Today Britons have woken up to the fact that they are also browsing the Internet behind a firewall similar in some ways to the much maligned Great Firewall of China. Every news outlet is reporting that Wikipedia has been censored in the UK. Several UK ISPs are accused of filtering an article featuring the cover art for the Scorpions 1976 album Virgin Killer (pictured non-offending cover, unless you sufer from extreme hairtyle consciousness). Customers of several UK ISPs found out that they would get a 404 error when trying to access the page (a list of affected ISPs here). I’m in Costa Rica, so I can see the offending image, but plenty of users have complained they cannot.
As it is common with any hint of censorship on the internets, the virtual post-digestive refuse has hit the rotational air-propelling device, and the collective British geekdom has risen up in arms to protest the action. To me one of the most interesting aspects of the whole thing is that it has uncovered the underlying architecture of control that rests underneath the everyday workings of the UK’s network connection. There is a little known UK watchdog called the Internet Watch Foundation (IWF), which is the “UK Hotline for reporting illegal content specifically: Child sexual abuse content hosted worldwide and criminally obscene and incitement to racial hatred content hosted in the UK”. What a remit! The IWF does not have direct power to censor the web, but it can issue notices to participating ISPs, which can voluntarily add the offending website to a blacklist (called Cleanfeed). If a user tries to access any of the blacklisted URLs and IP addresses, he/she is redirected to an HTTP proxy server that blocks the offending content. Any other traffic goes through the proxy filter. The IWF has admitted doing the filtering:
“A Wikipedia web page, was reported through the IWF’s online reporting mechanism in December 2008. As with all child sexual abuse reports received by our Hotline analysts, the image was assessed according to the UK Sentencing Guidelines Council (page 109). The content was considered to be a potentially illegal indecent image of a child under the age of 18, but hosted outside the UK. The IWF does not issue takedown notices to ISPs or hosting companies outside the UK, but we did advise one of our partner Hotlines abroad and our law enforcement partner agency of our assessment. The specific URL (individual webpage) was then added to the list provided to ISPs and other companies in the online sector to protect their customers from inadvertent exposure to a potentially illegal indecent image of a child.”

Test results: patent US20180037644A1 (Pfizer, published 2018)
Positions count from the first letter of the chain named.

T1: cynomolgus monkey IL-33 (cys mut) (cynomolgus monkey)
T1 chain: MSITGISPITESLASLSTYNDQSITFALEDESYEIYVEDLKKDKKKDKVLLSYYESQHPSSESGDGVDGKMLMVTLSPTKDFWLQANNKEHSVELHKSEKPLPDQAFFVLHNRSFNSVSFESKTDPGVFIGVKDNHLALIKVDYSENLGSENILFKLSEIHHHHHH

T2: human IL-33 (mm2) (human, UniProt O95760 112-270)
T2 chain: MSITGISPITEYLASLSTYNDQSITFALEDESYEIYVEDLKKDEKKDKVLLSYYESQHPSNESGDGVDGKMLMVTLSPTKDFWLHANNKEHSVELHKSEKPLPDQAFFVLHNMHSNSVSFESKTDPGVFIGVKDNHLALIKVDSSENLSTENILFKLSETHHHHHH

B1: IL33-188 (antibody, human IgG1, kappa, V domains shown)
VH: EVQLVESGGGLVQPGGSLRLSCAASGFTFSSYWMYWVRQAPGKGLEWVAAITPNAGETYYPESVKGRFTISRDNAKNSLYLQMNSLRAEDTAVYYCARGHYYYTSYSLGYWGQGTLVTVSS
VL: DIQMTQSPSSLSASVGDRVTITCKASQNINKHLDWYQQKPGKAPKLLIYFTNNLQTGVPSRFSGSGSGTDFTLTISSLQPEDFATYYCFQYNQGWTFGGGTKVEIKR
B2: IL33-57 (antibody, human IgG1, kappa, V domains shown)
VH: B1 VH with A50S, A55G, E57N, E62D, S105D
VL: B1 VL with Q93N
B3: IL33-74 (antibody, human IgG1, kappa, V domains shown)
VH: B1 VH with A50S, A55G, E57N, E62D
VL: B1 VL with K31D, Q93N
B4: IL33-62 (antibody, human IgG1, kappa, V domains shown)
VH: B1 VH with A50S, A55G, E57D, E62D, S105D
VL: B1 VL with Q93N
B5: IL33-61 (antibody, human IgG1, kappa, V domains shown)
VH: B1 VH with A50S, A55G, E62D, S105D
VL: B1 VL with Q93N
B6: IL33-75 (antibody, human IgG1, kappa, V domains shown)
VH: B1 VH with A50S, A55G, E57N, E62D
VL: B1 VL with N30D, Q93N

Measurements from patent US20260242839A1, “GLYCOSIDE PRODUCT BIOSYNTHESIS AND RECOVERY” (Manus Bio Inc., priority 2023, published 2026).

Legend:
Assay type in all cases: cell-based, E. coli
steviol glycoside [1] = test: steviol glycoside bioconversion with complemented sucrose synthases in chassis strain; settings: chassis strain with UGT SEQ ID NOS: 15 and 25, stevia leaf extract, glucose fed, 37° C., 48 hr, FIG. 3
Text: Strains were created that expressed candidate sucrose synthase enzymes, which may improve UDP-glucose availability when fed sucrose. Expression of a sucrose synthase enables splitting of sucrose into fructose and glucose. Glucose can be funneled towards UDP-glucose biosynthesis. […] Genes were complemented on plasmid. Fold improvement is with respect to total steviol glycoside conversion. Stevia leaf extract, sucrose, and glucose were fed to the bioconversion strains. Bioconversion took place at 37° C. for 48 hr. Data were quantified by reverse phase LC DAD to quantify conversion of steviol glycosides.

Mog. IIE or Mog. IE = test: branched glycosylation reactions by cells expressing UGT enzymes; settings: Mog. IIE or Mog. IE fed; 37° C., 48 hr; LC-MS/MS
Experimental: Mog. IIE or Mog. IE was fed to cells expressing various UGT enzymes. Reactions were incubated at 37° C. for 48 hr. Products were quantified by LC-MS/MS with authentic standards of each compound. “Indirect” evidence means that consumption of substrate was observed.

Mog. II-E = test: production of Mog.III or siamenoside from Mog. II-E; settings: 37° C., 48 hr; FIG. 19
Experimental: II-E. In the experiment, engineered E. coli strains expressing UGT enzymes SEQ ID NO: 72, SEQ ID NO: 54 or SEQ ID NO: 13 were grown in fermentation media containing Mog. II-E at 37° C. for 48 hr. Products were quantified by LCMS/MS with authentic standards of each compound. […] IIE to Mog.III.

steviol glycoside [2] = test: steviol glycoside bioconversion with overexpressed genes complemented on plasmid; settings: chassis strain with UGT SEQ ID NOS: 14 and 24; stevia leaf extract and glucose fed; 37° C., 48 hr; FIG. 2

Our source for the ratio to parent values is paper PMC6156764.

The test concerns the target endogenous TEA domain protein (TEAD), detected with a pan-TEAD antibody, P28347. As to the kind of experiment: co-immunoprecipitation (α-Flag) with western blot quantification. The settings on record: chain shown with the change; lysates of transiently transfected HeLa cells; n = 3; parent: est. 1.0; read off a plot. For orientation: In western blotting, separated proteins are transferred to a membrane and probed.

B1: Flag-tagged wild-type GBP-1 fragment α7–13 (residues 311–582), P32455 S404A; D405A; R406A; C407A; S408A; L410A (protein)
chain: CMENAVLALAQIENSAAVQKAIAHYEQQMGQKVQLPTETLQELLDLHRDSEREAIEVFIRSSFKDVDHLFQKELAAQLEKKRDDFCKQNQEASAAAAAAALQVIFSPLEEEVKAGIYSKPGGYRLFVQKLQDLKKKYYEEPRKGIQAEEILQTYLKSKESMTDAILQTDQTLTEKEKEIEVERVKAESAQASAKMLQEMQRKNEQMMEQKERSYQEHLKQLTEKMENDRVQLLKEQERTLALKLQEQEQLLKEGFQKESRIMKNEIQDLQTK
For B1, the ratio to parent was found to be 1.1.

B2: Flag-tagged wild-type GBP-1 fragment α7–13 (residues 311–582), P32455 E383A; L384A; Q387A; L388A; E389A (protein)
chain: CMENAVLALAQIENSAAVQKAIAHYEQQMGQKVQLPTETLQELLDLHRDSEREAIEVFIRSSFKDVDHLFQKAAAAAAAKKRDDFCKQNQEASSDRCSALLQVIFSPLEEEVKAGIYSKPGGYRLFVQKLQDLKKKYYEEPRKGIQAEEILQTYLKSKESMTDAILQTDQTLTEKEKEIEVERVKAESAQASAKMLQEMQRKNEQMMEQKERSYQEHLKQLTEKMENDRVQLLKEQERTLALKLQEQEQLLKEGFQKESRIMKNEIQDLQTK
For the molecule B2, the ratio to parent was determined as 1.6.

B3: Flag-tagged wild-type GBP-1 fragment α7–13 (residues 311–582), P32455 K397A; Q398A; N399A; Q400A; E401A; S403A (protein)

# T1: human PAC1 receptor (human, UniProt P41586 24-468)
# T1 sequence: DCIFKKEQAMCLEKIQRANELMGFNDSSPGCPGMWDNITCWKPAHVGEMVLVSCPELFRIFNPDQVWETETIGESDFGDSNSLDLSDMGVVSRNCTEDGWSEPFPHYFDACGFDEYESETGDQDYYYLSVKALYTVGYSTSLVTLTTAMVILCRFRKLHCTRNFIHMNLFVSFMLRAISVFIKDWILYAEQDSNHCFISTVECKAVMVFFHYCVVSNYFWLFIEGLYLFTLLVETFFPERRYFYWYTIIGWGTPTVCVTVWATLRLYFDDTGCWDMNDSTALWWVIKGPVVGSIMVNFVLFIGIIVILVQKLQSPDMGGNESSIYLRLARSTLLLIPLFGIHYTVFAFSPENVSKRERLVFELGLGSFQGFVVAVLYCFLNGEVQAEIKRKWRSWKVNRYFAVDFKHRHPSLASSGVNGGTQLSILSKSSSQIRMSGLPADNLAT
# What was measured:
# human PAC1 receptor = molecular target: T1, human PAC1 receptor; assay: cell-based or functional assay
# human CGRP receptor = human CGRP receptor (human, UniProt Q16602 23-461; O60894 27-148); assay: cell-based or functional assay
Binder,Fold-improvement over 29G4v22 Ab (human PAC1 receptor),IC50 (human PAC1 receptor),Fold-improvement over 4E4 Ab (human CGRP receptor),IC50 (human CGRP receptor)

Nice of them to decide for us. However, this type of hamfisted approach tends to have some other consequences. ORG reports that because one page in Wikipedia has been blacklisted, all of the customers of the filtered ISPs appear to Wikipedia to come from the same IP address (that of the proxy server). The other consequence of course is that censorship online usually backfires spectuacularly (the so-called Streisand Effect), as web users are made aware of the attempt to censor, the offending content goes viral and becomes more popular than it was before the actions. As evidence of this, the Virgin Killer page averaged 500 visits during the previous months (with a peak view of 4,000 views during November. However, the page received 126,000 views yesterday.
So, panGloss warned us about the potential problems of Cleanfeed some time ago in a SCRIPTed editorial. I hate slippery slope arguments, but in this case they are justified. Today it is one page in Wikipedia, tomorrow Google? Facebook? Our much-touted freedoms are slowly being eroded, and the comparison with China is not an exaggeration. We tend to look at the Chinese web and feel a misplaced sense of superiority and smugness. The words mote, beam and eye come to mind.
So, now I leave you with the flowchart that regulates what you can view on the internet in the UK. Enjoy your freedoms.